2018 Recap

Reading Time: 5 minutes
It’s snowing in Tucson. So, I feel better that I am a few days late on my 2018 top eight because… snow in the desert. And, as you know or probably don’t because it never happens, watching snow sit on cacti is probably one of the coolest sights.
I don’t know about you, but I’m not the type for New Year’s resolutions. However, I do like to start the New Year with intentionality. At my wedding, a dear friend encouraged my husband and I to choose a specific word each year on which to reflect and meditate on together. Each year, I have enjoyed and learned to enjoy the ways in which I am stretched by this exercise.
No spoilers for 2019, but our word for 2018 was ‘listen.’ Looking back, I cannot help but notice the way in which God has continued to use that word to move my heart to and for marginalized communities, as well as towards my own and our joint healing and wholeness. And yes, I know it’s already 2019, but I wanted to take a few moments to reflect on my top eight resources, in addition to the Scripture, that helped me to listen more closely in 2018.  
  1. Intentional Mentorship. At a recent church gathering, someone tossed out this think piece: what is the meaning of church? It was just quippy/ironic/taboo enough that it immediately caught my attention, and a couple of giggles. I was hooked. What would people say? One of the most concise and profound answers was something like: it is hard to follow Jesus by yourself. Okay, so what does this have to do with mentorship? When people ask me why I advocate for mentorship, I have found myself saying something similar: it is hard to do life by yourself. We desire and need human interaction. And mentorships help to fortify and restore us.  These past two years, I have been blessed to form a mentorship of sorts with a black woman who has encouraged me to radically reconsider my understanding of social justice, womanism and the deconstruction of racism. Mentorship invites accountability and vulnerability – both stretching and powerful! If you haven’t already, I would invite you to consider a mentorship.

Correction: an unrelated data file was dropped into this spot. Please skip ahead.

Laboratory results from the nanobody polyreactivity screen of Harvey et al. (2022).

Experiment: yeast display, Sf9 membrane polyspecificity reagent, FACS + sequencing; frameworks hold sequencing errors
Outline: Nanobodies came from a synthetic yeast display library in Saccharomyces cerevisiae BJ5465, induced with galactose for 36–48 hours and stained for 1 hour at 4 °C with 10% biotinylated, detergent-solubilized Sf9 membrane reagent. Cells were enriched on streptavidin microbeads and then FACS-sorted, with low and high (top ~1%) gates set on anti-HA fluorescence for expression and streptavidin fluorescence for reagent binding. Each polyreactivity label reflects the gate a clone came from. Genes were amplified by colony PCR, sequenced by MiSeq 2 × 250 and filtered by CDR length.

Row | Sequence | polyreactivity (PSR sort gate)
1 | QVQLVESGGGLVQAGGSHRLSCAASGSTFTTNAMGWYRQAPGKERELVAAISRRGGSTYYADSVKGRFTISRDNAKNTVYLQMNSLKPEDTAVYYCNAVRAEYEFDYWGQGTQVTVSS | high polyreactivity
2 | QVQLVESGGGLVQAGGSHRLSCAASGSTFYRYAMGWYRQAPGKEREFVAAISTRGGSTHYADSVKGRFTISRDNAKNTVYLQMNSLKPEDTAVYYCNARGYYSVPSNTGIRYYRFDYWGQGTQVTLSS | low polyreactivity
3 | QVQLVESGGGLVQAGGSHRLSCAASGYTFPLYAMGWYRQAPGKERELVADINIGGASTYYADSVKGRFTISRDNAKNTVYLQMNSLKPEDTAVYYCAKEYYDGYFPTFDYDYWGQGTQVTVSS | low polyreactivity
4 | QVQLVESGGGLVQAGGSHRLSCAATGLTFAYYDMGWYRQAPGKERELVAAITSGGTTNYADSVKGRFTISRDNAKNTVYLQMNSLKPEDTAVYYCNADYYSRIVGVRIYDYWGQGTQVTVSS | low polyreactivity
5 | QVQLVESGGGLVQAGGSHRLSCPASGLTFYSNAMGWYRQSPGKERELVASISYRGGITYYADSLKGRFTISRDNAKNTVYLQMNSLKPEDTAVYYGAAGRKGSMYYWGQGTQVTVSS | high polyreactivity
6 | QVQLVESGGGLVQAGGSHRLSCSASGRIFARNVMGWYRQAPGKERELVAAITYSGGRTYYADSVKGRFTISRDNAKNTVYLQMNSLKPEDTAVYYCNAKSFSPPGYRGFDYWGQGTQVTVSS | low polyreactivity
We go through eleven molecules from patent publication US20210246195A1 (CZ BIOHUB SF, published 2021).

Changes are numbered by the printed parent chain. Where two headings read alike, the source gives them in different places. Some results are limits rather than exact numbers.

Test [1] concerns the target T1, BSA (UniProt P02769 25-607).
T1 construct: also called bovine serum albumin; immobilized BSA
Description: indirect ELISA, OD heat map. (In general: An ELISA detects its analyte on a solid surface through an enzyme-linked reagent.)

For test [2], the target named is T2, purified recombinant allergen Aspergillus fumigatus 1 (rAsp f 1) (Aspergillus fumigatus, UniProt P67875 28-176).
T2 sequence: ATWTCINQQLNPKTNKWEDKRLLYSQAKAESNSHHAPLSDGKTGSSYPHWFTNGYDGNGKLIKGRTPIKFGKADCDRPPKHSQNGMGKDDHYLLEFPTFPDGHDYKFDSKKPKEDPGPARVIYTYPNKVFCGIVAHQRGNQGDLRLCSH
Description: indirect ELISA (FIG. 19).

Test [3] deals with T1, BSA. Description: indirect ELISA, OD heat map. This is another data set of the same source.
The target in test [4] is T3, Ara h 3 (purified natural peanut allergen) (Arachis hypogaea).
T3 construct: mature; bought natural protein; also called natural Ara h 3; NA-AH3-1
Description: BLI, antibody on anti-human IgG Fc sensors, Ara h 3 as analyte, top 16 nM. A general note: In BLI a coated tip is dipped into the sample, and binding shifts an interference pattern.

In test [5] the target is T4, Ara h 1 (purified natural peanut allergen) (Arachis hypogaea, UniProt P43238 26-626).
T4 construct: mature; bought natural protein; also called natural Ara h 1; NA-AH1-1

1. Friendship Circles. What is that old saying about friends? Friends are a rare commodity? Growing up, I have been fortunate enough to find, usually, the right friends at the right time. Some have been long-lasting while others have been there for a season. These last few years, I have been fortunate enough to find friends that have continually spent time invested in and connecting intentionally with me on more of the gritty aspects of life. And, for that, I am forever grateful. Where do you feel safe enough to be vulnerable? I have been blessed with a variety of friendships which can hold my questions and can be soft, safe places to land. Where are your safe places? Whom are your soft places to land?
  1. Literary Resources. The other day, I was listening to an NPR podcast between a Syrian refugee and her American friend. During the interview, after doing her best to communicate her empathy for her friend, the American friend said something particularly profound which has stuck with me. I can’t remember the exact words, but it was essentially this: “You know, I have done my best to read and to educate myself on Syria, and I can’t imagine what living through that profound trauma must have been for you or how it continues to impact you. I can’t know…but, I want to tell you that your story impacts me, and I have held it and made it a part of me and what I carry.” While there are pieces of this sentiment that are, perhaps, problematic, I particularly appreciate the image of carrying the stories of others. That resonates with me as well as the idea that educational resources can only provide the smallest glimpse of historic, shared and lived trauma. That being said, don’t stop with your own due diligence. Read. Learn. Educate yourself. But also, don’t forget to invest in and get to know real people. And, because this section is titled “literary resources,” you already know you are going to get a few of my favorite book titles from this last year. Check out the graphic at the top of the post for some of my favorites.